About the Author

Cynthia Lynn Lyerly

Cynthia Lynn Lyerly, a native North Carolinian, teaches and writes on race, gender, and religion at Boston College. She is a student of classic cinema, a sucker for apocalyptic B movies, and is hard at work on a biography of Thomas Dixon, Jr.

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  1. So glad that other people are finding this as fascinating as I do. I wonder how many other sites out there tell the story of Reconstruction from a white supremacist POV…..

  2. If you ever have the chance to read “The Klansman”, you’ll find it to be a really bad novel. Putting aside its politics, it’s very poorly written.

  3. Unfortunately, “The Clansman” is one of the best of his novels. They are all really bad, with Clansman, “Fall of a Nation,” and “Sins of the Father” being the best of a bad lot.

  4. Agreed on Dixon’s limits as a writer, which is why to my mind *Gone with the Wind* is as a much better novel also a far far worse one. Can’t imagine anyone reading Dixon for fun in the 21st century; know many (including academic colleagues!) who have done so repeatedly with Mitchell’s novel. (Mitchell, as I’m sure many here know, wrote Dixon that she was “practically raised” on his novels, and it sure shows.)


  5. Fascinating and wonderfully written.

    This gives me yet another vivid example of what life was like for my African American ancestors in Newberry, SC during Reconstruction.

    When Freedom came, my relatives were land-owning and skilled: A carpenter, two teachers in one of the town’s freedman’s schools, two university students in the mid-1870s, and one who eventually became a medical doctor in the 1883.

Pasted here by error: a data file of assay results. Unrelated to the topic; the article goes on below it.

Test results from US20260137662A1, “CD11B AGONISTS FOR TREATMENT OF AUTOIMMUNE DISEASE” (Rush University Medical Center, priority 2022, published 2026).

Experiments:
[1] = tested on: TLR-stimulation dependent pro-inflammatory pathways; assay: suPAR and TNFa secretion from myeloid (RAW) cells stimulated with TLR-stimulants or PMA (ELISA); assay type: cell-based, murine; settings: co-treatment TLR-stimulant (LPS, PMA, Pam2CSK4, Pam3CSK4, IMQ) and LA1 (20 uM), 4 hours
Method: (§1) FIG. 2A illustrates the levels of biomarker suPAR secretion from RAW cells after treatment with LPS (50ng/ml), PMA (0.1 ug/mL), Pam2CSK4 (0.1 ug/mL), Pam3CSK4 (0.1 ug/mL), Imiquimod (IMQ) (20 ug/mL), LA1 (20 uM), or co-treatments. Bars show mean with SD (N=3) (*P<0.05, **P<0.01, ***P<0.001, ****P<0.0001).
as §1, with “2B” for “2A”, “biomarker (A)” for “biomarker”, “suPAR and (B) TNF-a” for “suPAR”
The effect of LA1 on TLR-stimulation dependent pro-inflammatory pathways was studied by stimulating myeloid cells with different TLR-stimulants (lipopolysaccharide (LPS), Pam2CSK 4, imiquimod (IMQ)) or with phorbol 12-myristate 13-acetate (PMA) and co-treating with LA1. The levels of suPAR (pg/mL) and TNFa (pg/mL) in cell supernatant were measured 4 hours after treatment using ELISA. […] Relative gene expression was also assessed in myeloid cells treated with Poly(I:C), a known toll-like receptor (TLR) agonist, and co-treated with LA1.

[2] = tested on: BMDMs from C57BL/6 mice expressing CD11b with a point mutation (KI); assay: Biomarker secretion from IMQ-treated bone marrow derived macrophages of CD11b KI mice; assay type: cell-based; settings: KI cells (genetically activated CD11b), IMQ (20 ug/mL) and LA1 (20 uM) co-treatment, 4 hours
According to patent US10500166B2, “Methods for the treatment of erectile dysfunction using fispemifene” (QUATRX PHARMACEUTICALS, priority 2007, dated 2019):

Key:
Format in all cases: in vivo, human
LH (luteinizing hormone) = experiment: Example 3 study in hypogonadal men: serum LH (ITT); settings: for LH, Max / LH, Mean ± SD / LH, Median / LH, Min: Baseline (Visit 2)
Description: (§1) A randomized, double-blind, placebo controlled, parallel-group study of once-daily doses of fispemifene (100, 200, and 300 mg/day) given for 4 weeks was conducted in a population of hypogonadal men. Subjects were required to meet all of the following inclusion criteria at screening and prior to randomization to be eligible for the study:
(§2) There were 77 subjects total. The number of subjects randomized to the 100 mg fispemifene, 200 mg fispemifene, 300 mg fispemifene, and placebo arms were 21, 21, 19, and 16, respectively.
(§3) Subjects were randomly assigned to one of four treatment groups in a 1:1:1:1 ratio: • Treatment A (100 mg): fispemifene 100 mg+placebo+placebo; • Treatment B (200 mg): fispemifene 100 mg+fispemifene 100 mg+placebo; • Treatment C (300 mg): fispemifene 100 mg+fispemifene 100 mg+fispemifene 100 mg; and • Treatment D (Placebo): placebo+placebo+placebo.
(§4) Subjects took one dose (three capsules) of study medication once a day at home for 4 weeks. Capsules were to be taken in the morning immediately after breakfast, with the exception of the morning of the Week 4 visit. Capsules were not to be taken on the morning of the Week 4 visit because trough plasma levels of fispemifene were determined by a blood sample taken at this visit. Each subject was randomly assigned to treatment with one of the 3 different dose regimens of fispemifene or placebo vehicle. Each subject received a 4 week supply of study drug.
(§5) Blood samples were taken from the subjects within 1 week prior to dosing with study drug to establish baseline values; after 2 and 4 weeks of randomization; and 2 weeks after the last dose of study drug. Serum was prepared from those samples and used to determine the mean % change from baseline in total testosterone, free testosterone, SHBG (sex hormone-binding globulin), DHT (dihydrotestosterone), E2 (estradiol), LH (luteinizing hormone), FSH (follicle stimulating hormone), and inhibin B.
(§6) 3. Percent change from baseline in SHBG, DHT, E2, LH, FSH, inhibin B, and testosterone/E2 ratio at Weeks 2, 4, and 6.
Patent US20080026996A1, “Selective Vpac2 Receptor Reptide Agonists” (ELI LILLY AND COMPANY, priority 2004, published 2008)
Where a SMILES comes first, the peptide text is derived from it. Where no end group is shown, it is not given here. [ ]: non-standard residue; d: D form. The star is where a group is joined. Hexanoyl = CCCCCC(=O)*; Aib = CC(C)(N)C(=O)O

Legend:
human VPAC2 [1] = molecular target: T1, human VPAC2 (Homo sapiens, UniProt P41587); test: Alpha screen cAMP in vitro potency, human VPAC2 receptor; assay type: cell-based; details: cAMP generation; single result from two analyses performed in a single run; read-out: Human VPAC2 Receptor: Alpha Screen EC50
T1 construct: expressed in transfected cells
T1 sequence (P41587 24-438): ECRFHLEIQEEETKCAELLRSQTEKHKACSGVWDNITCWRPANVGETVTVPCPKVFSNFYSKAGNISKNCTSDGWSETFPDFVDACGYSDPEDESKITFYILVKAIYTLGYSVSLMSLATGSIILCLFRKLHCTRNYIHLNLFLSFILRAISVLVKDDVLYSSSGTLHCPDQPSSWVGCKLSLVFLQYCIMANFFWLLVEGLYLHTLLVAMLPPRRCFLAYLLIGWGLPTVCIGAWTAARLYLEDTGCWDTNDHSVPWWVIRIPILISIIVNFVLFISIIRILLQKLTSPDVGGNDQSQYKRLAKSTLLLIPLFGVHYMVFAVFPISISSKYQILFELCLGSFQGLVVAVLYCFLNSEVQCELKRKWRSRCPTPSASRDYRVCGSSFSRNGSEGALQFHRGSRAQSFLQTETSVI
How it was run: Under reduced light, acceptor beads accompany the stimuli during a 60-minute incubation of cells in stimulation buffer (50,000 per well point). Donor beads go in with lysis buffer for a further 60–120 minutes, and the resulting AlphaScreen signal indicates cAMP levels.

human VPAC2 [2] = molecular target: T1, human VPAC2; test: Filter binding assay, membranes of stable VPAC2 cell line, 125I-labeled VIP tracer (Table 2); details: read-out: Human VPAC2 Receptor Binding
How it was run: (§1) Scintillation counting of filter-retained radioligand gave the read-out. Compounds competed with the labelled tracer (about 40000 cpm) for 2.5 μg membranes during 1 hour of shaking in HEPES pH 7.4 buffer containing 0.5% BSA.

Three of my male relatives even became involved in state-level Republican politics before Black men were completely disenfranchised from the political process.

    Read up on how President Grant sent investigators into Newberry in the 1870s because Black people were being threatened and KILLED when Black men starting excercizing their right to vote.

    I said all this to say that, because the climate in Newberry was so hostile and violent, my folks still had it BAD. Imagine how bad it was for those who were newly emancipated owning nothing or for the Negroes of the 33rd who DARED to be soldiers… and men.

    Thanks, Professor Lyerly, for recounting such relevant history that I can share with others, especially my children.

  6. I am delighted that you will share the true story with your children. The atmosphere in the region was hostile to even modest assertions of manhood and dignity by African Americans. How amazing that your relatives were courageous enough to risk the violence by white supremacists and be politically active. Thank you for sharing that!